7. Support the work of groups promoting science based, practical efforts for pollinators

The Network concurs with these recommendations, as expected, and adds these complementary ideas:

  1. Provide a water source
  2. Situate your garden and/or plants in a sunny area with wind breaks
  3. Create large “pollinator targets” of native or non-invasive plants
  4. Establish continuous blooms throughout the growing season

Once you establish your pollinator habitat garden, visit share.pollinator.org/ to register your garden on the Pollinator Partnership’s SHARE site. Adding your garden to the site’s map of the United States gives you personal bragging rights as a friend to pollinators and supports the effort to encourage others to participate in the Million Pollinator Garden Challenge.

The website for the Challenge (http://millionpollinatorgardens.org/) provides links to each of its members, and most (or all) of these groups identify pollinator-friendly plants.

Still, because gardening is specific to location, Monterey Bay area gardeners should focus on plants to native to the local region. To find such plants, visit these websites:

California Native Plant Society 

Las Pilates Nursery

Xerces Society

Join the Million Pollinator Garden Challenge. The bees and other pollinators will thank you, and your garden will be richer for the effort.

Rain Gardens – Advanced Water Conservation

Most gardeners have learned that large percentages of residential water usage occur outdoors, mostly as a result of irrigating lawn grass and other plants, and have adopted water-saving practices: replacing thirsty lawn grass with naturally drought resistant perennial plants, especially California native plants, using efficient drip irrigation, and mulch. These strategies involve relatively low expense, depending on implementation.

Some gardeners have gone to the next stage of water conservation, which includes water catchment and grey water recycling. These strategies require equipment, and its installation, both of which could lead to some initial expenses. A 5,000-gallon water tank, for example, would be a substantial investment, but one pays off through long-term water savings or even fire protection.

Today’s column introduces percolation ponds as another stage of water conservation.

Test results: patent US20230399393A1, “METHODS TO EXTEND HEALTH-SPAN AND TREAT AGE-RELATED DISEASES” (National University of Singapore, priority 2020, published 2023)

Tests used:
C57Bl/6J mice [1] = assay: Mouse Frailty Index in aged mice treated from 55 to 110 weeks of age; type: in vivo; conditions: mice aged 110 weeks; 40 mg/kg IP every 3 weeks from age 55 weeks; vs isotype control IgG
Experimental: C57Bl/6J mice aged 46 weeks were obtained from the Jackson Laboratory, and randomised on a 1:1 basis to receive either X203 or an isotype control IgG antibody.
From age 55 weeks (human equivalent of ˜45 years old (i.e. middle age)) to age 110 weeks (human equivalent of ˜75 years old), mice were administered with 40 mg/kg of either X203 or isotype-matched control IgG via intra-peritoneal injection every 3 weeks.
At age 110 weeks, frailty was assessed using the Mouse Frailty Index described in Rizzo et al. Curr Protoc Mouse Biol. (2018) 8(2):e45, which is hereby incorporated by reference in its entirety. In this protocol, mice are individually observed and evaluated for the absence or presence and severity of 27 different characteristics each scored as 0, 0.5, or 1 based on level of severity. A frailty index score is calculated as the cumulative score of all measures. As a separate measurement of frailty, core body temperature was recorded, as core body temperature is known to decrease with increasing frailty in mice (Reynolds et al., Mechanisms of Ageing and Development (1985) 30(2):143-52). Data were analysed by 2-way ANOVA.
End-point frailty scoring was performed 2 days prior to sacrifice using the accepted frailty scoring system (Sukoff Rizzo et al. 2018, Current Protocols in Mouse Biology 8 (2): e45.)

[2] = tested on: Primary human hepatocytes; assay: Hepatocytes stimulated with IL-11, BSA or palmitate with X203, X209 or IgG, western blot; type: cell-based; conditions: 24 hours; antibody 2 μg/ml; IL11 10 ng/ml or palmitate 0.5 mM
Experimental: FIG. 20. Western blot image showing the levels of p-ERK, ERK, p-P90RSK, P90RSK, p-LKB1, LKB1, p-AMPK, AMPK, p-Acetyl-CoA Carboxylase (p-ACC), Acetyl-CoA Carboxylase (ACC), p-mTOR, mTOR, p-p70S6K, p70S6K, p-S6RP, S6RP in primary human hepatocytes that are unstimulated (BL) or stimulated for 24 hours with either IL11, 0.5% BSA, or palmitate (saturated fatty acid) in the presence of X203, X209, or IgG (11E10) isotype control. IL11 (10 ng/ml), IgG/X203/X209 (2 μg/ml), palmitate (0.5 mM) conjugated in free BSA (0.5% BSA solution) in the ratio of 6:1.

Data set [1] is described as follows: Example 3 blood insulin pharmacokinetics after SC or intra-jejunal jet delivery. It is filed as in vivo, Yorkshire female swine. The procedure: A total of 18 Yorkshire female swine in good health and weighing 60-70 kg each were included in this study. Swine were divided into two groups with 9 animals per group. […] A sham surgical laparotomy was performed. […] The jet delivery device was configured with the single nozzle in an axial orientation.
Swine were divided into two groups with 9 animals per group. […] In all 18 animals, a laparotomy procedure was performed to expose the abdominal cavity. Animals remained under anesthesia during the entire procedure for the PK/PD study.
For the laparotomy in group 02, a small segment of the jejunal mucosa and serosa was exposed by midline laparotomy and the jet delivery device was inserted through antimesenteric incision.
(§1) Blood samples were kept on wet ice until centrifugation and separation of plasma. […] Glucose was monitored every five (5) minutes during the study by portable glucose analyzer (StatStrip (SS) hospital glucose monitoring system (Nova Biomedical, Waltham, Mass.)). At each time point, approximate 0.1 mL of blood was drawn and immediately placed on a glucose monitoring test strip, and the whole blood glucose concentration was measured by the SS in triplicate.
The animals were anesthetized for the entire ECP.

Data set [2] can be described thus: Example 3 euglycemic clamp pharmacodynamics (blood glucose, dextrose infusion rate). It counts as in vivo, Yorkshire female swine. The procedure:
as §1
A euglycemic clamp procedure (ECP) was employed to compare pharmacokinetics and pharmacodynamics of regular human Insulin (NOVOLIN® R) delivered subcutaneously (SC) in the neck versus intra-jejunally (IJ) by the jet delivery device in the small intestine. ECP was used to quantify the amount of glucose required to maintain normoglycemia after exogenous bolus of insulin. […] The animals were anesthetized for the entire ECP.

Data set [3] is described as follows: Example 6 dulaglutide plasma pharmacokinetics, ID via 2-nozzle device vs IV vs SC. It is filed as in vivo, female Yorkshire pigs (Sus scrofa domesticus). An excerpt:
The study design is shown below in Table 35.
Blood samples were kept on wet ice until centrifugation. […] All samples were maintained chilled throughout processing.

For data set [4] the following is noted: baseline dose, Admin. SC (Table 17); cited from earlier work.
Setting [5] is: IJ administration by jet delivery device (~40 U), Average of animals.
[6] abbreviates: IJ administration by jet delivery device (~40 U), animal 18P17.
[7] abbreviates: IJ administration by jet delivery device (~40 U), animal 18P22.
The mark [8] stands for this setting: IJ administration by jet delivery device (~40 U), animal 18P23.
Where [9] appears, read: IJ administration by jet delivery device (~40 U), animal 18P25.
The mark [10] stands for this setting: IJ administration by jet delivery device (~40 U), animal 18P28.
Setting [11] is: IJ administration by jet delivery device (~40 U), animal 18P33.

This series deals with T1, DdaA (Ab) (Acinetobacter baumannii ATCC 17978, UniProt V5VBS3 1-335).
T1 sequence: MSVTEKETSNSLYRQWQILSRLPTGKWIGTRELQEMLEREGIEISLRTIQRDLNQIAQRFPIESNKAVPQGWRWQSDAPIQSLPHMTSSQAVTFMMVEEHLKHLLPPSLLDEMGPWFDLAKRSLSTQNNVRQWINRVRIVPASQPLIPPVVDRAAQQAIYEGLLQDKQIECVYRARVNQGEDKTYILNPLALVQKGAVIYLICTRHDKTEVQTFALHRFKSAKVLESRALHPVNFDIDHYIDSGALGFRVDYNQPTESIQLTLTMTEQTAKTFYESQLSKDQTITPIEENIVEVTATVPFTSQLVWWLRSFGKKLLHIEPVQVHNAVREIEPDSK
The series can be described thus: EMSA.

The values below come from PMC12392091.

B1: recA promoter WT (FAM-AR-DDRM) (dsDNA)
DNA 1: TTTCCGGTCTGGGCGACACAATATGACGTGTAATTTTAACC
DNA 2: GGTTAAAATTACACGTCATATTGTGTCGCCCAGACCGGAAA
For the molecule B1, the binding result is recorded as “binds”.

When we are fortunate enough to have rain, much of the water from roofs and paved areas runs to storm drains, which in the Monterey Bay area lead eventually to the sea. An efficient storm drain system avoids flooding, but often delivers pollutants into the ocean. A better approach is to direct the runoff to the soil, which filters the pollutants and leads the water into the aquifer.

This approach involves the development of a percolation pond, which is simply a low area that collects and holds runoff so that it percolates into the ground.

The principal objectives for percolation ponds are to filter runoff to minimize pollution, recharge local groundwater, and conserve water.

To include a percolation pond in your garden, find a naturally occurring low area (or create one) that is at least ten feet away from your home and any existing septic field. This separation is needed to avoid having water migrate towards your foundation, or to interfere with any utilities close to the house.

Rain Garden - Sentinel

A rain garden by a driveway in Pacific Grove. Credit Dona Johnsen Landscape Archietcture

 

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A rain garden away from the (east coast?) residence. Credit: EPA:gov

 

The percolation pond should have good drainage, so that it holds water for no more than forty-eight hours. A retention pond, by contrast, holds water for longer periods, and could be designed as a water garden or bog garden.

Determine the surface area of the percolation pond to reflect the surface area of the capture area and the soil type. For example, multiple the surface area of your roof by 20% for sandy soil, 33& for loamy soil, and 45-60% for clayey soil. If you are creating a percolation pond, the bottom layer ideally should consist of about 60% sand, 20% compost and 20% topsoil. This composition would provide effective filtering of the runoff.

Then, adjust downspouts or a sump pump outlet to direct the water into the percolation pond. Depending on the situation, a bioswale could be used to direct the runoff to the percolation pond. A bioswale is a drainage course with gently sloped sides (less than six percent) and filled with vegetation, compost and/or riprap.